Qassem Suleimani and How Nations Decide to Kill

by Saima Rashid

Authors: Adam Entous and Evan Osnos

Affiliation: The New Yorker

Organization/Publisher: The New Yorker

Date/Place: February 3, 2020, U.S.

Type of Literature: Analysis

Word Count: 9740

Link: https://www.newyorker.com/magazine/2020/02/10/qassem-suleimani-and-how-nations-decide-to-kill

Keywords: Qassem Suleimani, Imad Mughniyeh, Assassination, CIA, Middle East.

 

Brief:

This article explains in detail how nations stage the assassinations of people like Qassem Suleimani and Imad Mughniyeh. Since the Hague convention of 1907, killing a foreign government official outside wartime has generally been barred by the Law of Armed Conflict. Trump’s reason for killing Suleimani changed from being the “imminent threat to Americans” to “it really doesn’t matter, Suleimani anyway had a horrible past.”  Trump’s order to assassinate Suleimani was the culmination of a grand strategic gamble to change the Middle East, and the opening of a potentially harrowing new front in the use of assassination. The article further claims that the path to Suleimani’s killing began in effect with the lethal operation of assassinating Imad Mughniyeh, who was the architect of military strategy for Hezbollah. Israel launched many operations to kill him but which failed. The article quotes from the book “Rise and Kill first,” reviewing the history of Israeli assassinations, mentioning that Israel has conducted approximately five hundred killings between 1948 and 2000. But the U.S. describes such lethal operations as “targeted killings,” to distinguish them from assassinations. Watching the funeral procession of Suleimani while sitting in Tel Aviv, the Israeli intelligence officer, feeling uneasy, said, “If I want to lower the flames, I will bury him with three or five hundred people, even with the leadership there, I will keep it very quiet.”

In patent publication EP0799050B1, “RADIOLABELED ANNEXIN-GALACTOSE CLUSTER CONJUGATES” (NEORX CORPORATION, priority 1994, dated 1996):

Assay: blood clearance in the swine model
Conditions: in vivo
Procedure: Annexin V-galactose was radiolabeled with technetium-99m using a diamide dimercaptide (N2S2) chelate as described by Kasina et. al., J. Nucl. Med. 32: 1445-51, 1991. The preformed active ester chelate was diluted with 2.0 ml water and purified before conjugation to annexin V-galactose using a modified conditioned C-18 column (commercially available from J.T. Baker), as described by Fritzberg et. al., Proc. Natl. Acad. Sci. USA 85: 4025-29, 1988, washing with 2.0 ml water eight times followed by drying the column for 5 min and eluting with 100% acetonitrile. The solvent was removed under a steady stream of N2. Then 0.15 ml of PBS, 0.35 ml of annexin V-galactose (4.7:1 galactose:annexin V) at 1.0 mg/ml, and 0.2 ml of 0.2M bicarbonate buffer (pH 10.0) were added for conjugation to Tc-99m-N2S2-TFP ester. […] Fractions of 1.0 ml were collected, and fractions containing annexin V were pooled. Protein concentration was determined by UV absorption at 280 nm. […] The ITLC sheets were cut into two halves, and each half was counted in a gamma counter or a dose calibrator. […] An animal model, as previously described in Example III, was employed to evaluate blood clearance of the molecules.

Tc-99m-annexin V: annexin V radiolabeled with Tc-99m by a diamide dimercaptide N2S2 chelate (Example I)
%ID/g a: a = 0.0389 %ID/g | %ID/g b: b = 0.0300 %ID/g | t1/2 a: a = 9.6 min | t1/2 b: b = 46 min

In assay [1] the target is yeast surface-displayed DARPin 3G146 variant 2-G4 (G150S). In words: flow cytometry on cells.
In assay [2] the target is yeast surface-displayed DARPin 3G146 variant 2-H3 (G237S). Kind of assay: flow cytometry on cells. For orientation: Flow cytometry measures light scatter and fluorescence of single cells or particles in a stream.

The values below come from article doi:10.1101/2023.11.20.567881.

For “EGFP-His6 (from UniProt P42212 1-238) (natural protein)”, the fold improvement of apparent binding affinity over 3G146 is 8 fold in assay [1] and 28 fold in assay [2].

By: Saima Rashid, CIGA Research Assistant

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